However, compared to their Dipteran counterparts, house flies appear to be quite young. The oldest Musca fossils that have been found are barely 70 million years old.

This data implies that the earliest housefly relatives appeared during the Cretaceous period, just before the notorious meteorite that some believe caused the extinction of the dinosaurs dropped from the sky.

2. House Flies Live Almost Everywhere there are People

House flies are thought to have originated in Asia, although they are now found almost everywhere in the world.

House flies are found everywhere that people live, with the possible exception of Antarctica and a few islands.

Because house flies are synanthropic species, they gain ecological advantages from living alongside us and our domesticated animals.

House flies have accompanied humanity on their voyages to new regions throughout history, whether they were transported by ship, airplane, rail, or horse-drawn wagon.

House flies, on the other hand, are rarely encountered in the wild or in locations where there are no humans.

House flies might share humanity’s demise if it happens.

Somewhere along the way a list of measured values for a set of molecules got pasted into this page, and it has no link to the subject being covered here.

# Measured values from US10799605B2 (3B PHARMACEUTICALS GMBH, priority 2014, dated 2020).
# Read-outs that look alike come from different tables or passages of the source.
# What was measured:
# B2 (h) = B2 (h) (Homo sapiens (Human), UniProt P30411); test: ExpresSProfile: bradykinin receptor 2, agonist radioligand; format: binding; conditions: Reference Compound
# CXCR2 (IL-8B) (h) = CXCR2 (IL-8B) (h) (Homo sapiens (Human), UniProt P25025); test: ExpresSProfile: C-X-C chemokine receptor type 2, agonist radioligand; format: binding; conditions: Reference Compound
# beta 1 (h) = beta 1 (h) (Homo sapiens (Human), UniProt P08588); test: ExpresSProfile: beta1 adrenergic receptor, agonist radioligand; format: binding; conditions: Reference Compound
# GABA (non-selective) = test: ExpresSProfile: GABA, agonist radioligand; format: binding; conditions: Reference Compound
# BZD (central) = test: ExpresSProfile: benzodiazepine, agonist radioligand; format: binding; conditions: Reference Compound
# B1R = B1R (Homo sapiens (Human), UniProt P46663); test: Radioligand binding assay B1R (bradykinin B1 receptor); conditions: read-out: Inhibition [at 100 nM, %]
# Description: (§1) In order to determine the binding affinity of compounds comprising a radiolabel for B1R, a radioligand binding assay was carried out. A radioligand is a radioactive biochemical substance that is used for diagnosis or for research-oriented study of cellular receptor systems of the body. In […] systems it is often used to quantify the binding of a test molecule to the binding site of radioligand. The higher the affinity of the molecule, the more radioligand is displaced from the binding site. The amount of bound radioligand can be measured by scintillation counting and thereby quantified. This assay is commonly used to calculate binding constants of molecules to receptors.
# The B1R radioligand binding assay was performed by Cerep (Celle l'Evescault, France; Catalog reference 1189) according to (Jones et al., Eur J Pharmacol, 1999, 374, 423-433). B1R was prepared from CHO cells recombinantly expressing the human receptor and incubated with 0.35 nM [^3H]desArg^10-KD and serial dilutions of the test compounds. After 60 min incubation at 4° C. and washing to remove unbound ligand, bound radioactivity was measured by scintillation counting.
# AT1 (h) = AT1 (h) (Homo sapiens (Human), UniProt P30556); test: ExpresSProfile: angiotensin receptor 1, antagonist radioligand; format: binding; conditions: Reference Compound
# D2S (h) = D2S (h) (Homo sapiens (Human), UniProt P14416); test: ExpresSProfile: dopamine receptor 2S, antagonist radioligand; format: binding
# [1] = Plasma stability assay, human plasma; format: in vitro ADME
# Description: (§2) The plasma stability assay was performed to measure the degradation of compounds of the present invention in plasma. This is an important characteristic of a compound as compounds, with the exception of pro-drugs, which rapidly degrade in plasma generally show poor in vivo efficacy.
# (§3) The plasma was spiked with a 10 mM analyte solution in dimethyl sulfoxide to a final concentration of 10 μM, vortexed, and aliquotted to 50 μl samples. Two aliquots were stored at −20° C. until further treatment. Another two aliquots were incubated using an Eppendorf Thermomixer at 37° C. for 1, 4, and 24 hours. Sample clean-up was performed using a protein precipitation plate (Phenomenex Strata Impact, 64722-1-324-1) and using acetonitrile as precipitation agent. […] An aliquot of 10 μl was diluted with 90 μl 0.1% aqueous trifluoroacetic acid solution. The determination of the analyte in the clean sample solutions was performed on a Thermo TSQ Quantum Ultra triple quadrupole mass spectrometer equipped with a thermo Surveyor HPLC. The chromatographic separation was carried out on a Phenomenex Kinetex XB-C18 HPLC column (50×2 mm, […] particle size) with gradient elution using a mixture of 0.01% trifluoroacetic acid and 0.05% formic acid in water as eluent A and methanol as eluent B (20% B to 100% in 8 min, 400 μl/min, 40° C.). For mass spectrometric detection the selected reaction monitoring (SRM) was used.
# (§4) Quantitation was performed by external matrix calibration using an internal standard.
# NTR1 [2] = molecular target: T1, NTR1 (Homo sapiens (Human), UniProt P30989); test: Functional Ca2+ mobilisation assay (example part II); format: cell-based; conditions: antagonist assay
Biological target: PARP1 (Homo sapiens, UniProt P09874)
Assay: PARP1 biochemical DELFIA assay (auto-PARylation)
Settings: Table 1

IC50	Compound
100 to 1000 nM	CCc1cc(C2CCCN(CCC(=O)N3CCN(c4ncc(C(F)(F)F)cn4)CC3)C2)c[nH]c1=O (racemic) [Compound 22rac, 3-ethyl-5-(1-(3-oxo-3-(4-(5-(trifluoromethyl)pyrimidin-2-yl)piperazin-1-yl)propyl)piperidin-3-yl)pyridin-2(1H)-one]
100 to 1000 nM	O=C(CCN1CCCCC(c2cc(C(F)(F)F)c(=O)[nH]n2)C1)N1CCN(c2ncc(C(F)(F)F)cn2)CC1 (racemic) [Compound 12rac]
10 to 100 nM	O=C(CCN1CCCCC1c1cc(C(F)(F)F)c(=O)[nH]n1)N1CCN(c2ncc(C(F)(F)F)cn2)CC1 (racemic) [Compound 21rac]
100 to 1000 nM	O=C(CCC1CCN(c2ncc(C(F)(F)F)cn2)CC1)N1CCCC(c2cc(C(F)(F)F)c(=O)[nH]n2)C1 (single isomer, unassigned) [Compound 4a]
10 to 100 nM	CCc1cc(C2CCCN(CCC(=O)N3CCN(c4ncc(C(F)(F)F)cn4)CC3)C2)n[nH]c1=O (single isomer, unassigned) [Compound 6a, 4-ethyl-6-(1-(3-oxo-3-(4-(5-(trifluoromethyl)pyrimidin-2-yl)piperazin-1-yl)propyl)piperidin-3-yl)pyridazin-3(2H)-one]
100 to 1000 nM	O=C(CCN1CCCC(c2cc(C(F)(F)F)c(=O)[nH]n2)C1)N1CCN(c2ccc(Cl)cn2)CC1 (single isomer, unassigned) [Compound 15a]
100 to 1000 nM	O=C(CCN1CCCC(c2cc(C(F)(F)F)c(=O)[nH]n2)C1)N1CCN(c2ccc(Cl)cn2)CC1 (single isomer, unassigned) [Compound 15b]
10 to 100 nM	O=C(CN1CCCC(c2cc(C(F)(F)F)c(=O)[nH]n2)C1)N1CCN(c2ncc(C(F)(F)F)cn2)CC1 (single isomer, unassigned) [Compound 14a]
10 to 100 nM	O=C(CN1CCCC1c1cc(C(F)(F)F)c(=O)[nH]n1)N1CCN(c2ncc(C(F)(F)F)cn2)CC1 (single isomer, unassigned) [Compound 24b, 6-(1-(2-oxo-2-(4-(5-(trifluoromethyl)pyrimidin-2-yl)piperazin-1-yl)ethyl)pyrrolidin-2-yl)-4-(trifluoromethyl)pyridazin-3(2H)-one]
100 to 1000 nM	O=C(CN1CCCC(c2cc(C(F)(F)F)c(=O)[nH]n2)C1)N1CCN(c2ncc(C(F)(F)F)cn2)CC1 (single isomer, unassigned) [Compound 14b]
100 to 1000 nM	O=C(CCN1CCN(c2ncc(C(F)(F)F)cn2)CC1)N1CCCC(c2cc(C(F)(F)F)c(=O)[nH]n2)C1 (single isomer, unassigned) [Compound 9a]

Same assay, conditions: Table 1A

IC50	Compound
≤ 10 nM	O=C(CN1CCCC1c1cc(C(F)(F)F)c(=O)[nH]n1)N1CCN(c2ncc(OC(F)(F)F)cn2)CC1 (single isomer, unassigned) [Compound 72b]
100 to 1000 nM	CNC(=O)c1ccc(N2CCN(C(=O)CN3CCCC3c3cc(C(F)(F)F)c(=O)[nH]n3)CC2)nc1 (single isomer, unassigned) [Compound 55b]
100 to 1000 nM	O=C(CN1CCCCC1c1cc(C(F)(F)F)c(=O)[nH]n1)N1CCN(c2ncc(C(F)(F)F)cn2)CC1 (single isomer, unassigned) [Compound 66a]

3. House Flies Multiply Quickly

We’d have a house fly infestation if not for the environment and predators.

Musca domestica has a brief life cycle that, under ideal circumstances, lasts about 6 days, and a female housefly typically produces 120 eggs at a time.

Researchers once made calculations to predict what would happen if a single couple of flies could reproduce indefinitely without any restrictions or risk to the offspring.

The outcome? In just 5 months, the two flies would create 191,010,000,000,000,000,000 house flies, enough to cover the entire planet to a depth of several meters.

4. House Flies Don’t Travel Far and Aren’t Fast

Do you hear that buzzing? A housefly’s wings may beat up to 1,000 times per minute, which is how quickly they move.

It wasn’t a typo. The fact that they typically fly slowly, at a speed of around 4.5 miles per hour, may surprise you.